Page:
hundred thousand. Its public service slogan, intoned like a mantra, is: Learn to recognize the symptoms of Mental Illness. Schizophrenia, Manic Depression, and Severe Depression are Brain Diseases. Psychiatrists and their powerful allies have thus succeeded in persuading the scientific community, the courts, the media, and the general public that the conditions they call mental disorders are diseasesthat is, phenomena independent of human motivation or will. This development is at once curious and sinister. Until recently, only psychiatristswho know little about medicine and less about scienceembraced such blind physical reductionism. Most scientists knew better. For example, Michael Polanyi, who made important contributions to both physical chemistry and social philosophy, observed: The recognition of certain basic impossibilities has laid the foundations of some major principles of physics and chemistry; similarly, recognition of the impossibility of understanding living things in terms of physics and chemistry, far from setting limits to our understanding of life, will guide it in the right direction. It is no accident that the more firmly psychiatrically-inspired ideas take hold of the collective American mind, the more foolishness and injustice they generate. The specifications of the Americans With Disabilities Act (AWDA), a federal law enacted in 1990, is a case in point. Long ago, American lawmakers allowed psychiatrists to literalize the metaphor of mental illness. Having accepted fictitious mental diseases as facts, politicians could not avoid specifying which of these manufactured maladies were covered, and which were not covered, under the AWDA. They had no trouble doing so, creating a veritable DSM-Congress, that is, a list of mental diseases accredited by a congressional, rather than a psychiatric, consensus group. Thus, the AWDA covers claustrophobia, personality problems, and mental retardation, [but does not cover] kleptomania, pyromania, compulsive gambling, and...transvestism. It is reassuring to know that the Congress of the United States agrees with me that stealing, setting fires, gambling, and cross-dressing are not diseases.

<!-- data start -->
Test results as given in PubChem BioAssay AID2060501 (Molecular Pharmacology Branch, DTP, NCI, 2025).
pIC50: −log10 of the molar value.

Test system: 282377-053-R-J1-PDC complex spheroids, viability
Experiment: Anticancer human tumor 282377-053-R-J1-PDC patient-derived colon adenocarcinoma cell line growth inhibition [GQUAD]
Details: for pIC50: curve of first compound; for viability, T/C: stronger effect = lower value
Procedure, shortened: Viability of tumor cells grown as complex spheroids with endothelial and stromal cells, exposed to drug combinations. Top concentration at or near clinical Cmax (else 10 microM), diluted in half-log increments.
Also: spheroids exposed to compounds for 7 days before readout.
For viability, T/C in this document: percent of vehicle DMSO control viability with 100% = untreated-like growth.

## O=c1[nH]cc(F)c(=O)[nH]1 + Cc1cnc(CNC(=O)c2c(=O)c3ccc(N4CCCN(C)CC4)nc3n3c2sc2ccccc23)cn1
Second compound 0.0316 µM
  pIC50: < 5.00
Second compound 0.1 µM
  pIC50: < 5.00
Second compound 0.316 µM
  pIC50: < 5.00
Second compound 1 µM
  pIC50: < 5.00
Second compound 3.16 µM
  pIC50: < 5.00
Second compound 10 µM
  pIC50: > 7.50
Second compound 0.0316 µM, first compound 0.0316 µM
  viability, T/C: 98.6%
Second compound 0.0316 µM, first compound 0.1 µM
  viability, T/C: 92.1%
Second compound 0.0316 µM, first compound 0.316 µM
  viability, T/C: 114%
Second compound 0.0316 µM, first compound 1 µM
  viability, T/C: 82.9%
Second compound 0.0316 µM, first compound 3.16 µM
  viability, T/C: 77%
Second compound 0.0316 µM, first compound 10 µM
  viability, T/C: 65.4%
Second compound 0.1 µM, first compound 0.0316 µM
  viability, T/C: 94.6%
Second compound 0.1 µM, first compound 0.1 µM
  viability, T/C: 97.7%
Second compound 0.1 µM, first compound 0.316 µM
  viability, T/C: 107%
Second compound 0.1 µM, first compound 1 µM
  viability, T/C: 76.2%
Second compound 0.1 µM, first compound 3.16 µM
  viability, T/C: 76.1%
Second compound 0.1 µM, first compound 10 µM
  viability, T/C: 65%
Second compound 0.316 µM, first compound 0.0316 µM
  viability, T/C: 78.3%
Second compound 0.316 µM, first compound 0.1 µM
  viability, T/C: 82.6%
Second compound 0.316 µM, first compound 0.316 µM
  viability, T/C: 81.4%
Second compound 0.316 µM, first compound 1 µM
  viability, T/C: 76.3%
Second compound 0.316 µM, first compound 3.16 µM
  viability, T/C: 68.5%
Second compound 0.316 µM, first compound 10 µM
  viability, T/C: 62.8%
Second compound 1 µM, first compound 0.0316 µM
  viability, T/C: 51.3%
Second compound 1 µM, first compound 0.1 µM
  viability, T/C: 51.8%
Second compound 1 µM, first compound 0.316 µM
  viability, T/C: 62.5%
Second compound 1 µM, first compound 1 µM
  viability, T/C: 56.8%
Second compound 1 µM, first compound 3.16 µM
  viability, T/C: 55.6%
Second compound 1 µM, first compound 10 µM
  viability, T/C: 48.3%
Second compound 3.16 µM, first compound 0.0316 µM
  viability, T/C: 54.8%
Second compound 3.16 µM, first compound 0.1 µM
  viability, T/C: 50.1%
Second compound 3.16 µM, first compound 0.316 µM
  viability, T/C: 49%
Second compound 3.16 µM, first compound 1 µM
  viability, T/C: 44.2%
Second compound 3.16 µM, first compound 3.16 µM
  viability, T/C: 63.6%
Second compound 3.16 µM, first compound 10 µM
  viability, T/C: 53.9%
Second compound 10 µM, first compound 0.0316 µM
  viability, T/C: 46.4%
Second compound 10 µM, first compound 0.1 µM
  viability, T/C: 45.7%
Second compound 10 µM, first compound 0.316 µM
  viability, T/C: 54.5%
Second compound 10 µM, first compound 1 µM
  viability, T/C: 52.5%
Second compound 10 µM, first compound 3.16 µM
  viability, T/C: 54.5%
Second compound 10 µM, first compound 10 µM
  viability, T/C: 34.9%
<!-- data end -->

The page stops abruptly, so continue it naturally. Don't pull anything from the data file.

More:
Thus, the various versions of the APAs Diagnostic and Statistical Manual of Mental Disorders are not classifications of mental disorders that patients have, but are rosters of officially accredited psychiatric diagnoses. This is why in psychiatry, unlike in the rest of medicine, members of consensus groups and task forces, appointed by officers of the APA, make and unmake diagnoses, the membership sometimes voting on whether a controversial diagnosis is or is not a disease. For more than a century, psychiatrists constructed diagnoses, pretended that they are diseases, and no one in authority challenged their deceptions. The result is that few people now realize that diagnoses are not diseases. Diseases are demonstrable anatomical or physiological lesions, that may occur naturally or be caused by human agents. Although diseases may not be recognized or understood, they exist. People have hypertension and malaria, regardless of whether or not they know it or physicians diagnose it. Diagnoses are disease names. Because diagnoses are social constructs, they vary from time to time, and from culture to culture. Focal infections, masturbatory insanity, and homosexuality were diagnoses in the past; now they are considered to be diagnostic errors or normal behaviors. In France, physicians diagnose liver crises; in Germany, low blood pressure; in the United States, nicotine dependence. These considerations raise the question: Why do we make diagnoses? There are several reasons: (1) Scientific to identify the organs or tissues affected and perhaps the cause of the illness; (2) Professionalto enlarge the scope, and thus the power and prestige, of a state-protected medical monopoly and the income of its practitioners; (3) Legalto justify state-sanctioned coercive interventions outside of the criminal justice system; (4) Politicaleconomicto justify enacting and enforcing measures aimed at promoting public health and providing funds for research and treatment on projects classified as medical; (5) Personalto enlist the support of public opinion, the media, and the legal system for bestowing special privileges (and impose special hardships) on persons diagnosed as (mentally) ill.